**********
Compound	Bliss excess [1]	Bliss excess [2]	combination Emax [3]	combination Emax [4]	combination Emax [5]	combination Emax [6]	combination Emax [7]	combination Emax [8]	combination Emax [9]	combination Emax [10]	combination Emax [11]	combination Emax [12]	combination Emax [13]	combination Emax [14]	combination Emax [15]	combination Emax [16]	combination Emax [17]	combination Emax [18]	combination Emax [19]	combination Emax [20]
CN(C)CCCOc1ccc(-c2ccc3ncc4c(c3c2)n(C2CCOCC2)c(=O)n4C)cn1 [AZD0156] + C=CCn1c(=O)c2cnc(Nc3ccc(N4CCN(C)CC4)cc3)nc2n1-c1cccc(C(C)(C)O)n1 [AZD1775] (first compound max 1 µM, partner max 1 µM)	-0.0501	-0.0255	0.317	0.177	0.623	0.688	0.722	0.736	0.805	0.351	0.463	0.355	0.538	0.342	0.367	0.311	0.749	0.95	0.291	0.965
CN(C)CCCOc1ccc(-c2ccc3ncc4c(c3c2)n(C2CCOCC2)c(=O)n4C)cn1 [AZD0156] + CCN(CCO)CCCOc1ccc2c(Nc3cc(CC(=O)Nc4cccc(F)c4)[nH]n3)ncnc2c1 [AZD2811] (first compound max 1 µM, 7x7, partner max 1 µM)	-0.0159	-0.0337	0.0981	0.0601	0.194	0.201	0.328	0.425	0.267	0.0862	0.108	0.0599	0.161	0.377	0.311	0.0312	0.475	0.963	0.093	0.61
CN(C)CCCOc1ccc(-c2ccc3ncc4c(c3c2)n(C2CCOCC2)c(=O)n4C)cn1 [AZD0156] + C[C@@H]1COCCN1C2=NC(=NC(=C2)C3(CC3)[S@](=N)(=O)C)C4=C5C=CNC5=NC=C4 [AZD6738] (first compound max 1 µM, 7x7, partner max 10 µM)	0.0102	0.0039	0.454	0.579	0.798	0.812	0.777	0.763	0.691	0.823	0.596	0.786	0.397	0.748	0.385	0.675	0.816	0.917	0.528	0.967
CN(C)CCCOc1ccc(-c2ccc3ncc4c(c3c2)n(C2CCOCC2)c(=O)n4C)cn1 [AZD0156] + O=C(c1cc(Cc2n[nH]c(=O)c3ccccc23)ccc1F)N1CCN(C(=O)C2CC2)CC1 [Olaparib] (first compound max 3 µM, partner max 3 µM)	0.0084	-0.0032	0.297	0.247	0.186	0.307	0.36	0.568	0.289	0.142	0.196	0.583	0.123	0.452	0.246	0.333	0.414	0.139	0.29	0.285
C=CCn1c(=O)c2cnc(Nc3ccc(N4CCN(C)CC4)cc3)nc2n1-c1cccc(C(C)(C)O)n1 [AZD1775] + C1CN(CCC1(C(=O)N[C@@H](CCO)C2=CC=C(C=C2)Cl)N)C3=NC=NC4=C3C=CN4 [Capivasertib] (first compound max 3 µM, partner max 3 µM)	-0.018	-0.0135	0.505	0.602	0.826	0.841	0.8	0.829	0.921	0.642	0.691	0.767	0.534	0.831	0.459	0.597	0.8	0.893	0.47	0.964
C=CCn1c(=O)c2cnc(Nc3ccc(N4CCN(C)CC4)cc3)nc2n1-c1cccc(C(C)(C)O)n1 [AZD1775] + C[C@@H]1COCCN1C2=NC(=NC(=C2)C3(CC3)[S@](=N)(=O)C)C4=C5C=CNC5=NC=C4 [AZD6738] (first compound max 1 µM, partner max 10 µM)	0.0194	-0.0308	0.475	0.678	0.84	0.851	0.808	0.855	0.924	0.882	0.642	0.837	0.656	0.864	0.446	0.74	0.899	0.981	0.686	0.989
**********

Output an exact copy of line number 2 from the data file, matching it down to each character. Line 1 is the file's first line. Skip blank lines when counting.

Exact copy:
CN(C)CCCOc1ccc(-c2ccc3ncc4c(c3c2)n(C2CCOCC2)c(=O)n4C)cn1 [AZD0156] + C=CCn1c(=O)c2cnc(Nc3ccc(N4CCN(C)CC4)cc3)nc2n1-c1cccc(C(C)(C)O)n1 [AZD1775] (first compound max 1 µM, partner max 1 µM)	-0.0501	-0.0255	0.317	0.177	0.623	0.688	0.722	0.736	0.805	0.351	0.463	0.355	0.538	0.342	0.367	0.311	0.749	0.95	0.291	0.965